Hot wire foam cutters are a must when working with polystyrene foam because they make neat, straight and smooth cuts that simply cannot be duplicated with any other type of saw. Most cutters are hand-held devices looking much like a cheese cutter without the roller and operate a bit like a jig saw. The foam cutter described here is more like the "table saw" version of hot wire cutters featuring a large work surface with plenty of clearance on all sides and with generous height for cutting thick pieces.
The cutter was made from whatever scrap materials were on hand and each component could be built any number of ways. The base surface should be smooth so that the foam can be easily manipulated and suitable materials include counter-top laminate, high gloss wood, or simply a piece of Melamine shelving as was used in this version. The base dimensions are about 12" x 16". A piece of inside corner molding was placed along the back edge of the base to act as a cutting guide for straight cuts. The molding is glued down "backwards" to get a nice right-angle edge. A rectangular cross section strip of wood would serve the same purpose.
The vertical support could be a piece of plywood fastened to the back edge of the base or the rest of the Melamine shelf. This design uses a metal handle from an old electronic instrument. Make the height a little more than 12 inches so that the cutter can accommodate 1 foot foam thickness.
An arm extends out about 1/2 of the base depth which, in this case, is about 6". The arm in this model consists of a block of wood, a long phenolic standoff, and a ceramic insulator. The nichrome wire will stretch quite a bit when it gets hot and some mechanism is needed to keep the wire taut. The block of wood is fastened loosely to the vertical support with two screws so that it can pivot up and down a small amount and a spring was added to pull up on the arm.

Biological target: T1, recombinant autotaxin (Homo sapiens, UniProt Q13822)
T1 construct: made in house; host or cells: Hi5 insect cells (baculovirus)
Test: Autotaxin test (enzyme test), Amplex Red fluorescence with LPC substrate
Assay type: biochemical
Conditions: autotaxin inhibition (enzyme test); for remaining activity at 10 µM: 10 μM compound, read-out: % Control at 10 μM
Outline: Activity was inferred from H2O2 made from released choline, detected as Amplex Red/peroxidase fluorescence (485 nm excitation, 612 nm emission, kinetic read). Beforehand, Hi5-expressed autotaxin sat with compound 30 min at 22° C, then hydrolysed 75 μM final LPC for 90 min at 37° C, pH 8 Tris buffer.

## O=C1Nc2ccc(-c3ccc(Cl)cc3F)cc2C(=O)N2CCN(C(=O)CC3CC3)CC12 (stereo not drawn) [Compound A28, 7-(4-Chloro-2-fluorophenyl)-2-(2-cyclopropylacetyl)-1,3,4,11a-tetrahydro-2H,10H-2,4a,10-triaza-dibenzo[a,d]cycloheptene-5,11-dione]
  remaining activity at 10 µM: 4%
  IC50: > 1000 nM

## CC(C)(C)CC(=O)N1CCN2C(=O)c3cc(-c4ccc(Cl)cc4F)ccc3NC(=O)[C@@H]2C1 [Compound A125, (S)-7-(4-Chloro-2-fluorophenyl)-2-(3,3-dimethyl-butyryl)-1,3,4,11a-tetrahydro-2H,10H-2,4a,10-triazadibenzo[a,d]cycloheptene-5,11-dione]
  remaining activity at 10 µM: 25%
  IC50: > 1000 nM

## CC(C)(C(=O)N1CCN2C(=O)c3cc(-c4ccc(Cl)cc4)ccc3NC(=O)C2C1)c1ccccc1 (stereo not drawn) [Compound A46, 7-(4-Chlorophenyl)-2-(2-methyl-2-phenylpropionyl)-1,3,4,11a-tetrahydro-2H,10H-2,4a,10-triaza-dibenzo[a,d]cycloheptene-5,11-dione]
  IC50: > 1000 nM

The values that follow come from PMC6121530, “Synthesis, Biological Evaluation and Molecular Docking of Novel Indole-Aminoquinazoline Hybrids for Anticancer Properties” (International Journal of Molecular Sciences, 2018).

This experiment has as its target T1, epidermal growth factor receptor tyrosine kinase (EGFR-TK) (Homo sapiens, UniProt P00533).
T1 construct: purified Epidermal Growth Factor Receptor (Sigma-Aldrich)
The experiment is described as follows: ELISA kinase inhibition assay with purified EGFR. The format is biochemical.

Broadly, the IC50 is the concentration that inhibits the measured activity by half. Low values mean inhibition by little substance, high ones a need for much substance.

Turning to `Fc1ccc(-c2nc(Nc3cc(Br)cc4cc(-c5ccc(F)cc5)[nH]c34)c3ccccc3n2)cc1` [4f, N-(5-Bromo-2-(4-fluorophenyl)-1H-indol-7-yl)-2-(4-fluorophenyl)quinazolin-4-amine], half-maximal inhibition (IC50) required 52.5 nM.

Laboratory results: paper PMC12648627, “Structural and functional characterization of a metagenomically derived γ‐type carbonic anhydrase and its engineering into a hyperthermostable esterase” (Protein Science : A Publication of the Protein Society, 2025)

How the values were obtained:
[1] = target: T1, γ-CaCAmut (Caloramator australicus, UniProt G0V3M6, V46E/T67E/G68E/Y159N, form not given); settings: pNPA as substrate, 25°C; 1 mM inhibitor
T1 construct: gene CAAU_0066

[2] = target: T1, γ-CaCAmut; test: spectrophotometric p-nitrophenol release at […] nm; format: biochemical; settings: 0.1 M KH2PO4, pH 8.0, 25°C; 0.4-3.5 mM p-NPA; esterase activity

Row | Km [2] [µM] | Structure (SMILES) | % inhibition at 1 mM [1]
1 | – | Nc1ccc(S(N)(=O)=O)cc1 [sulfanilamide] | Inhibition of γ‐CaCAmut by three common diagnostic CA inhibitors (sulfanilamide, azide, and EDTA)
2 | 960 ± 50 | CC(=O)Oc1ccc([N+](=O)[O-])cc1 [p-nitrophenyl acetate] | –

The phenolic standoff and ceramic insulator were held together with short piece of threaded rod made by cutting the head off of #8 bolt. First, the threaded rod was screwed into the ceramic insulator until it bottomed out and then the other end was screwed into the standoff using the ceramic insulator as a handle. The top wire connection is made with a screw in the end of the ceramic insulator. The hookup wire has a solder lug termination and the nichrome wire was simply wound around the screw a couple of turns. During assembly, the arm is held down as the screw is tightened. A little bit of experimentation will be necessary to get the spring tension right when the wire is hot.
A 3/16" hole was drilled directly beneath the arm for the other end of the hot wire. In order to keep the hot wire from touching the wood, the hole was partially drilled out to 1/4" from the bottom side and a short 1/4" O.D. metal standoff was tapped into the hole from the bottom. The standoff should be much shorter than the thickness of the base so that it does not act as a heat sink for the cutting portion of the wire. In this design the bottom electrical connection was made by inserting a piece of hookup wire into the standoff with the nichrome wire and then forcing in a sheet metal screw. The nichrome is difficult to solder so some sort of mechanical crimp or weld is needed.
The two ends of the hot wire are connected to the power source with the two lengths of hookup wire. The power supply for the hot wire will depend upon the gauge of wire and the length. Plan on supplying about one watt per inch. In this design, the wire is 32 AWG and has a resistance of about 10 ohms per foot making the total resistance about 13 ohms. A surplus 13 VAC, 1.5 A molded transformer was used for the power supply which results in about 1 amp of current and about 13 watts of power which is just perfect for the 13 inch length. It may be desirable to have a higher power setting available (higher supply voltage) but the wire can become excessively hot when it is not cutting. It is best to simply cut more slowly. My original nichrome wire snapped and I replaced it with some stainless steel wire and this new wire is much stronger and works great. Stainless steel does increase in resistance as it heats up so use about 1/3 its measured room temperature resistance when doing the calculation below.
Here is how to calculate the necessary power supply voltage (AC or DC is fine): measure the resistance of the desired length of nichrome wire and multiply this resistance by the length in inches. Now take the square-root to get the required power supply voltage.
This tall cutter will come in handy for a variety of craft projects or for fabricating special shaped foam components. An example of a difficult cut is shown below where a "staircase" is being cut from a thick piece of shipping foam. The finished steps are painted to look like old, cracked concrete - a perfect application for the surface texture the cutter leaves behind!